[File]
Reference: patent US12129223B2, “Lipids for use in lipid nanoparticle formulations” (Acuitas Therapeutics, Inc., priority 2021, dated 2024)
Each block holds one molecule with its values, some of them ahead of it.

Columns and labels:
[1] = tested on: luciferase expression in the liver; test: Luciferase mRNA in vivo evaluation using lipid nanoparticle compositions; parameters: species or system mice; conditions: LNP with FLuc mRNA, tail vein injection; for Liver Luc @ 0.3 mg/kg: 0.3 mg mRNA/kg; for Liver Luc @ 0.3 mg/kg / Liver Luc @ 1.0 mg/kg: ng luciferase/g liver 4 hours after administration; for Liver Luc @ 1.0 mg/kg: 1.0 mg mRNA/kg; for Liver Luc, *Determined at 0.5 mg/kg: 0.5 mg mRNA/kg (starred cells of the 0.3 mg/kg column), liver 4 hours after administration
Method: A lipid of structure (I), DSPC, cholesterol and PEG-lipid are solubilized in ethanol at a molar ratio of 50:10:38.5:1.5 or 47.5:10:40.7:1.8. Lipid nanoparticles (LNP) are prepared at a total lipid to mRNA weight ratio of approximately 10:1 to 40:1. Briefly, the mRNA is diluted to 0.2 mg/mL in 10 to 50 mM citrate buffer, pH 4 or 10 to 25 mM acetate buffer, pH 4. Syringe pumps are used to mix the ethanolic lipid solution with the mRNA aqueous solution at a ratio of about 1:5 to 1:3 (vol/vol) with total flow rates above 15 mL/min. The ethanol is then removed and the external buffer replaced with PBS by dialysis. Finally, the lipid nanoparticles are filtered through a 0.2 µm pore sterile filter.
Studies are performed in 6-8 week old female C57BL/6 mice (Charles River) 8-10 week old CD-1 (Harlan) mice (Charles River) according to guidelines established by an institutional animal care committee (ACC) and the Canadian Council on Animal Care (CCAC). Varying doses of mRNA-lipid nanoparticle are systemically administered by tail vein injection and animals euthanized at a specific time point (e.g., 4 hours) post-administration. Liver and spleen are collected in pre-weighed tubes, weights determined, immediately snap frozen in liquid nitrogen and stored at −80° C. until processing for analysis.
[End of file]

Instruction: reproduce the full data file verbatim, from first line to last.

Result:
Reference: patent US12129223B2, “Lipids for use in lipid nanoparticle formulations” (Acuitas Therapeutics, Inc., priority 2021, dated 2024)
Each block holds one molecule with its values, some of them ahead of it.

Columns and labels:
[1] = tested on: luciferase expression in the liver; test: Luciferase mRNA in vivo evaluation using lipid nanoparticle compositions; parameters: species or system mice; conditions: LNP with FLuc mRNA, tail vein injection; for Liver Luc @ 0.3 mg/kg: 0.3 mg mRNA/kg; for Liver Luc @ 0.3 mg/kg / Liver Luc @ 1.0 mg/kg: ng luciferase/g liver 4 hours after administration; for Liver Luc @ 1.0 mg/kg: 1.0 mg mRNA/kg; for Liver Luc, *Determined at 0.5 mg/kg: 0.5 mg mRNA/kg (starred cells of the 0.3 mg/kg column), liver 4 hours after administration
Method: A lipid of structure (I), DSPC, cholesterol and PEG-lipid are solubilized in ethanol at a molar ratio of 50:10:38.5:1.5 or 47.5:10:40.7:1.8. Lipid nanoparticles (LNP) are prepared at a total lipid to mRNA weight ratio of approximately 10:1 to 40:1. Briefly, the mRNA is diluted to 0.2 mg/mL in 10 to 50 mM citrate buffer, pH 4 or 10 to 25 mM acetate buffer, pH 4. Syringe pumps are used to mix the ethanolic lipid solution with the mRNA aqueous solution at a ratio of about 1:5 to 1:3 (vol/vol) with total flow rates above 15 mL/min. The ethanol is then removed and the external buffer replaced with PBS by dialysis. Finally, the lipid nanoparticles are filtered through a 0.2 µm pore sterile filter.
Studies are performed in 6-8 week old female C57BL/6 mice (Charles River) 8-10 week old CD-1 (Harlan) mice (Charles River) according to guidelines established by an institutional animal care committee (ACC) and the Canadian Council on Animal Care (CCAC). Varying doses of mRNA-lipid nanoparticle are systemically administered by tail vein injection and animals euthanized at a specific time point (e.g., 4 hours) post-administration. Liver and spleen are collected in pre-weighed tubes, weights determined, immediately snap frozen in liquid nitrogen and stored at −80° C. until processing for analysis.